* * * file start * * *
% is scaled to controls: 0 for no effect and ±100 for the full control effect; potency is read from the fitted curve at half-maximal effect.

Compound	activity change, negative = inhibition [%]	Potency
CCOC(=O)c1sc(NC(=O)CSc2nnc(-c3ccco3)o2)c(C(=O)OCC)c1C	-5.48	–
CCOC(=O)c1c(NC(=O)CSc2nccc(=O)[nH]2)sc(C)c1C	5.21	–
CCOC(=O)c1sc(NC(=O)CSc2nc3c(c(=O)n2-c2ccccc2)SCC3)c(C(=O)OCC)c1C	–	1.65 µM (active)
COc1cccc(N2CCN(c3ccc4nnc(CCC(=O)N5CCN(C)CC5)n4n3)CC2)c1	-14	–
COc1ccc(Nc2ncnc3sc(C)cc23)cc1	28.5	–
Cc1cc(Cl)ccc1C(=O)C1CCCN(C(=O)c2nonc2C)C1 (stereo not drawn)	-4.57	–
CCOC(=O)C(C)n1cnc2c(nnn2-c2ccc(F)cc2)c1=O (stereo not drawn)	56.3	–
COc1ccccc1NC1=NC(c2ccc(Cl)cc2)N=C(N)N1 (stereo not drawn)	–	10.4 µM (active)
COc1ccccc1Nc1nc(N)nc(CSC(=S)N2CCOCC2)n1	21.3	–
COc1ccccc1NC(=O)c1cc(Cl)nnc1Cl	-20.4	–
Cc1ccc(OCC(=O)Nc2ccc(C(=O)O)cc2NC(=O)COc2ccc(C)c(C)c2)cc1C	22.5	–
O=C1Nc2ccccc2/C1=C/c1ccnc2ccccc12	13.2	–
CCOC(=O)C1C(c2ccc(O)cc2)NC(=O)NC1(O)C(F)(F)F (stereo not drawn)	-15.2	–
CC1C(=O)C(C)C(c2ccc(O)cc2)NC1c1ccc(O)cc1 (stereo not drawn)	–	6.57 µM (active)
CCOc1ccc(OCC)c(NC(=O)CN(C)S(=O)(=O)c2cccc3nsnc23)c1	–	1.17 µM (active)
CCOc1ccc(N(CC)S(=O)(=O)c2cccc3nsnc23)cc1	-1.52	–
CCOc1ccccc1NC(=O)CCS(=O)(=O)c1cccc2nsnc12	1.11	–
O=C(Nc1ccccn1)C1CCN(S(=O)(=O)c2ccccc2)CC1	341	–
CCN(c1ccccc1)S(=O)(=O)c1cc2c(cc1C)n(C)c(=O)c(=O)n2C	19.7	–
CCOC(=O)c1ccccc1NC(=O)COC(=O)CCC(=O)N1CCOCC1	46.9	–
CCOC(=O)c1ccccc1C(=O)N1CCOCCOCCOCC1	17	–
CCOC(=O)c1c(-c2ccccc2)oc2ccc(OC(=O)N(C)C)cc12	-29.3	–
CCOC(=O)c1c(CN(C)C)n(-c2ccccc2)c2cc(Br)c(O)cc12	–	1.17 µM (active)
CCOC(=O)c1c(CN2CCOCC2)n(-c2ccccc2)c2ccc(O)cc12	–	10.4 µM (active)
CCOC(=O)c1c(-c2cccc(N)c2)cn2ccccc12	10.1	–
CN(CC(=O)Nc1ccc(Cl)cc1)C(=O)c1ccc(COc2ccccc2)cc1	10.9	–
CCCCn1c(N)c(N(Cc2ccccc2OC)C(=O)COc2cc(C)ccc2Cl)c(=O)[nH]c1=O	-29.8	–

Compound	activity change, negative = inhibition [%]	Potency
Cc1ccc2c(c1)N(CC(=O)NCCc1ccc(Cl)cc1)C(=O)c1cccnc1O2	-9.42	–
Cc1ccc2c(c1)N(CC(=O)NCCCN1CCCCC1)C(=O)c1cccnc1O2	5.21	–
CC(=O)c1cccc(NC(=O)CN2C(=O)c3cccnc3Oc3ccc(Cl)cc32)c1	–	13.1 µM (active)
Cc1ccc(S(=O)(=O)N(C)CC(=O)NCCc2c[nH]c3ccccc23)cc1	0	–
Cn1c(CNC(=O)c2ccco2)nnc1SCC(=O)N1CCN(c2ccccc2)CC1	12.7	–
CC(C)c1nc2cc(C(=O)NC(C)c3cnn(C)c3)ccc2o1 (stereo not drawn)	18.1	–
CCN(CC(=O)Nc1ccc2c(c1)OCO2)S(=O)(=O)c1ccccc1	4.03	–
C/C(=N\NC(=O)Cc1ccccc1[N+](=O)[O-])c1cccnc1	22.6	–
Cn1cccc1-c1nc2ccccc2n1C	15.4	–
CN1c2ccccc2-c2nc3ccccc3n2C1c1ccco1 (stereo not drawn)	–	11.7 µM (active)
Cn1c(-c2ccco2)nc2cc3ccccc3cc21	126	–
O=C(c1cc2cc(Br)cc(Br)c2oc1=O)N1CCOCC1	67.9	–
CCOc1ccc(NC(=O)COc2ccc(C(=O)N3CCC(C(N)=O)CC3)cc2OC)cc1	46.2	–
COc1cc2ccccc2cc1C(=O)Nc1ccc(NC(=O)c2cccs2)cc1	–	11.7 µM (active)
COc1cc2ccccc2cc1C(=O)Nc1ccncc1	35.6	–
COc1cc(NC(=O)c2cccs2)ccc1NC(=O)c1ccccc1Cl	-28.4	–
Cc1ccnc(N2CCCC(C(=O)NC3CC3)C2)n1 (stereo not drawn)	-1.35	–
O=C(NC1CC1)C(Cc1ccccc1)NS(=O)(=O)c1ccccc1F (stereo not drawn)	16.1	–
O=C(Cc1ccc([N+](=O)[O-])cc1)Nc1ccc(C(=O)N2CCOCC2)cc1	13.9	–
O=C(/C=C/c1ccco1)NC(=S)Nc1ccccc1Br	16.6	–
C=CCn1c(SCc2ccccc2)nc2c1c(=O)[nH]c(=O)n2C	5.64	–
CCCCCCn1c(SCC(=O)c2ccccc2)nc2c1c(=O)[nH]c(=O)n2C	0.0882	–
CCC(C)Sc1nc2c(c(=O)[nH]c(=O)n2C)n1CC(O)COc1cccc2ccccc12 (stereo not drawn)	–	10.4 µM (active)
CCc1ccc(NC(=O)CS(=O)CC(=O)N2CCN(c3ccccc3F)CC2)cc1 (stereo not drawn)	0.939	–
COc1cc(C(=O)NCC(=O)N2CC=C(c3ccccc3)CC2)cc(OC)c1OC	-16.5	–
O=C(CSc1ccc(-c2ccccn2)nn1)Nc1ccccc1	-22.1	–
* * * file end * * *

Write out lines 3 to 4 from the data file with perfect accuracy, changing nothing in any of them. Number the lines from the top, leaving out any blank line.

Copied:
CCOC(=O)c1sc(NC(=O)CSc2nnc(-c3ccco3)o2)c(C(=O)OCC)c1C	-5.48	–
CCOC(=O)c1c(NC(=O)CSc2nccc(=O)[nH]2)sc(C)c1C	5.21	–